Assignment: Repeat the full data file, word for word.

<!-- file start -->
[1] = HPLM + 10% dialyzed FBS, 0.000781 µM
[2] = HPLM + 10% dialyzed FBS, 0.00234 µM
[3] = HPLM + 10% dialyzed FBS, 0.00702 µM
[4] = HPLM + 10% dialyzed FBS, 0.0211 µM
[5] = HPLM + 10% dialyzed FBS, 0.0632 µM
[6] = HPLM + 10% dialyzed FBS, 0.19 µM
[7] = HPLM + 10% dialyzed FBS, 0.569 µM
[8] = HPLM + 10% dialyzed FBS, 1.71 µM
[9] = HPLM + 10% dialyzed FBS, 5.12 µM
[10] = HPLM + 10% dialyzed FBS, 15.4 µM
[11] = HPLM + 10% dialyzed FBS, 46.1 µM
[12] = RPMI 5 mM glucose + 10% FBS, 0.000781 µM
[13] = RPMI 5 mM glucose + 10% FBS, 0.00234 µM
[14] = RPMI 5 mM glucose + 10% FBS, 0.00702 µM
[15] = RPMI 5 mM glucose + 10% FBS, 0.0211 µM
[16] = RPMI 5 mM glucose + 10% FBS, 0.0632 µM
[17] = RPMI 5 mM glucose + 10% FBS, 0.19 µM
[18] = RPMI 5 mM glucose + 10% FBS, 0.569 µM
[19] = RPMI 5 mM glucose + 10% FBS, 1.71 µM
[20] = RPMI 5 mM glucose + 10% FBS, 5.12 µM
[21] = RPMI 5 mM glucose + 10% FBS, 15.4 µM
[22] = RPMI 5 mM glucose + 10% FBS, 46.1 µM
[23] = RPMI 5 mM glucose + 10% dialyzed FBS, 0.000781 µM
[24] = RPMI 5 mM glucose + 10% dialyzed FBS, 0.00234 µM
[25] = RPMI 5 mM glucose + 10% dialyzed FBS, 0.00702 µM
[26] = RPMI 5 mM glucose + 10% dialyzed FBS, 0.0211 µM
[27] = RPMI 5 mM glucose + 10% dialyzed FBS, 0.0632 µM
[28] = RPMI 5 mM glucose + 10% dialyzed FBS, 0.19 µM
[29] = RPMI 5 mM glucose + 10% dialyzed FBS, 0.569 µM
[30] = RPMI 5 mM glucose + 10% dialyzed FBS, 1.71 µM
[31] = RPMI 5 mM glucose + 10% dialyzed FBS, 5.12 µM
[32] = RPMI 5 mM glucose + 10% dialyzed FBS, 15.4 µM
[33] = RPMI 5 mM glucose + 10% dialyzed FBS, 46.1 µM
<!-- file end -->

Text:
[1] = HPLM + 10% dialyzed FBS, 0.000781 µM
[2] = HPLM + 10% dialyzed FBS, 0.00234 µM
[3] = HPLM + 10% dialyzed FBS, 0.00702 µM
[4] = HPLM + 10% dialyzed FBS, 0.0211 µM
[5] = HPLM + 10% dialyzed FBS, 0.0632 µM
[6] = HPLM + 10% dialyzed FBS, 0.19 µM
[7] = HPLM + 10% dialyzed FBS, 0.569 µM
[8] = HPLM + 10% dialyzed FBS, 1.71 µM
[9] = HPLM + 10% dialyzed FBS, 5.12 µM
[10] = HPLM + 10% dialyzed FBS, 15.4 µM
[11] = HPLM + 10% dialyzed FBS, 46.1 µM
[12] = RPMI 5 mM glucose + 10% FBS, 0.000781 µM
[13] = RPMI 5 mM glucose + 10% FBS, 0.00234 µM
[14] = RPMI 5 mM glucose + 10% FBS, 0.00702 µM
[15] = RPMI 5 mM glucose + 10% FBS, 0.0211 µM
[16] = RPMI 5 mM glucose + 10% FBS, 0.0632 µM
[17] = RPMI 5 mM glucose + 10% FBS, 0.19 µM
[18] = RPMI 5 mM glucose + 10% FBS, 0.569 µM
[19] = RPMI 5 mM glucose + 10% FBS, 1.71 µM
[20] = RPMI 5 mM glucose + 10% FBS, 5.12 µM
[21] = RPMI 5 mM glucose + 10% FBS, 15.4 µM
[22] = RPMI 5 mM glucose + 10% FBS, 46.1 µM
[23] = RPMI 5 mM glucose + 10% dialyzed FBS, 0.000781 µM
[24] = RPMI 5 mM glucose + 10% dialyzed FBS, 0.00234 µM
[25] = RPMI 5 mM glucose + 10% dialyzed FBS, 0.00702 µM
[26] = RPMI 5 mM glucose + 10% dialyzed FBS, 0.0211 µM
[27] = RPMI 5 mM glucose + 10% dialyzed FBS, 0.0632 µM
[28] = RPMI 5 mM glucose + 10% dialyzed FBS, 0.19 µM
[29] = RPMI 5 mM glucose + 10% dialyzed FBS, 0.569 µM
[30] = RPMI 5 mM glucose + 10% dialyzed FBS, 1.71 µM
[31] = RPMI 5 mM glucose + 10% dialyzed FBS, 5.12 µM
[32] = RPMI 5 mM glucose + 10% dialyzed FBS, 15.4 µM
[33] = RPMI 5 mM glucose + 10% dialyzed FBS, 46.1 µM